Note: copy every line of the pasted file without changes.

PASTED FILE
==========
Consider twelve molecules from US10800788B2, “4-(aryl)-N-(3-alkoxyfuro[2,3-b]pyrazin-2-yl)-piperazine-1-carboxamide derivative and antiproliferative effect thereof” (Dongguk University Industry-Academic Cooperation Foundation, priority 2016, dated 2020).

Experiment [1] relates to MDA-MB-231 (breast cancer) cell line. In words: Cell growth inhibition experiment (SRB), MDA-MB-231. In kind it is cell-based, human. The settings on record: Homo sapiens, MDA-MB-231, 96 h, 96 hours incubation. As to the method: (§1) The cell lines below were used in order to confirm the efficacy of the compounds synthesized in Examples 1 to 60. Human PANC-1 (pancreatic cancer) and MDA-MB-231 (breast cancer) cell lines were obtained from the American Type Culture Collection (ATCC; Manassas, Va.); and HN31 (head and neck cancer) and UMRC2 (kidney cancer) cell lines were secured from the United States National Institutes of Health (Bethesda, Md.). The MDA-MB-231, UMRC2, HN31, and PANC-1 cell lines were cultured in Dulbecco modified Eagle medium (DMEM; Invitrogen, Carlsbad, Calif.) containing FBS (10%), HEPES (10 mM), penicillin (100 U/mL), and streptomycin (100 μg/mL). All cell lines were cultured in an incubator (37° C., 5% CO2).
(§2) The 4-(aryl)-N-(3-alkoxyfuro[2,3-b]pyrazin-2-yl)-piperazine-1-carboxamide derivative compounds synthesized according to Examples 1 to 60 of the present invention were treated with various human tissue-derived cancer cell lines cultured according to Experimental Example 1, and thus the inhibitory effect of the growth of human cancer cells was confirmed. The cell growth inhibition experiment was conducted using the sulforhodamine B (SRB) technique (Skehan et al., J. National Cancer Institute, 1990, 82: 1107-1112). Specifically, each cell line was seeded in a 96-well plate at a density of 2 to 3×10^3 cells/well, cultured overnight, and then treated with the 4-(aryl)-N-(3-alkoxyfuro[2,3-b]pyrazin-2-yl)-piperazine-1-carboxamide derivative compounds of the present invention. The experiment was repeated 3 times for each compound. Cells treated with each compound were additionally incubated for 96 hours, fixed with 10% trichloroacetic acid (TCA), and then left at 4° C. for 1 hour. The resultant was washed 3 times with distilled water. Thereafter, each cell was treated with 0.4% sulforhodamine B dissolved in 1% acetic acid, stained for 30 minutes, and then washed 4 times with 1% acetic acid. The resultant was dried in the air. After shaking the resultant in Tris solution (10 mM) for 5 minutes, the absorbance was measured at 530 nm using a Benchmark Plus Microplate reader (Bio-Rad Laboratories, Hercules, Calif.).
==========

Consider twelve molecules from US10800788B2, “4-(aryl)-N-(3-alkoxyfuro[2,3-b]pyrazin-2-yl)-piperazine-1-carboxamide derivative and antiproliferative effect thereof” (Dongguk University Industry-Academic Cooperation Foundation, priority 2016, dated 2020).

Experiment [1] relates to MDA-MB-231 (breast cancer) cell line. In words: Cell growth inhibition experiment (SRB), MDA-MB-231. In kind it is cell-based, human. The settings on record: Homo sapiens, MDA-MB-231, 96 h, 96 hours incubation. As to the method: (§1) The cell lines below were used in order to confirm the efficacy of the compounds synthesized in Examples 1 to 60. Human PANC-1 (pancreatic cancer) and MDA-MB-231 (breast cancer) cell lines were obtained from the American Type Culture Collection (ATCC; Manassas, Va.); and HN31 (head and neck cancer) and UMRC2 (kidney cancer) cell lines were secured from the United States National Institutes of Health (Bethesda, Md.). The MDA-MB-231, UMRC2, HN31, and PANC-1 cell lines were cultured in Dulbecco modified Eagle medium (DMEM; Invitrogen, Carlsbad, Calif.) containing FBS (10%), HEPES (10 mM), penicillin (100 U/mL), and streptomycin (100 μg/mL). All cell lines were cultured in an incubator (37° C., 5% CO2).
(§2) The 4-(aryl)-N-(3-alkoxyfuro[2,3-b]pyrazin-2-yl)-piperazine-1-carboxamide derivative compounds synthesized according to Examples 1 to 60 of the present invention were treated with various human tissue-derived cancer cell lines cultured according to Experimental Example 1, and thus the inhibitory effect of the growth of human cancer cells was confirmed. The cell growth inhibition experiment was conducted using the sulforhodamine B (SRB) technique (Skehan et al., J. National Cancer Institute, 1990, 82: 1107-1112). Specifically, each cell line was seeded in a 96-well plate at a density of 2 to 3×10^3 cells/well, cultured overnight, and then treated with the 4-(aryl)-N-(3-alkoxyfuro[2,3-b]pyrazin-2-yl)-piperazine-1-carboxamide derivative compounds of the present invention. The experiment was repeated 3 times for each compound. Cells treated with each compound were additionally incubated for 96 hours, fixed with 10% trichloroacetic acid (TCA), and then left at 4° C. for 1 hour. The resultant was washed 3 times with distilled water. Thereafter, each cell was treated with 0.4% sulforhodamine B dissolved in 1% acetic acid, stained for 30 minutes, and then washed 4 times with 1% acetic acid. The resultant was dried in the air. After shaking the resultant in Tris solution (10 mM) for 5 minutes, the absorbance was measured at 530 nm using a Benchmark Plus Microplate reader (Bio-Rad Laboratories, Hercules, Calif.).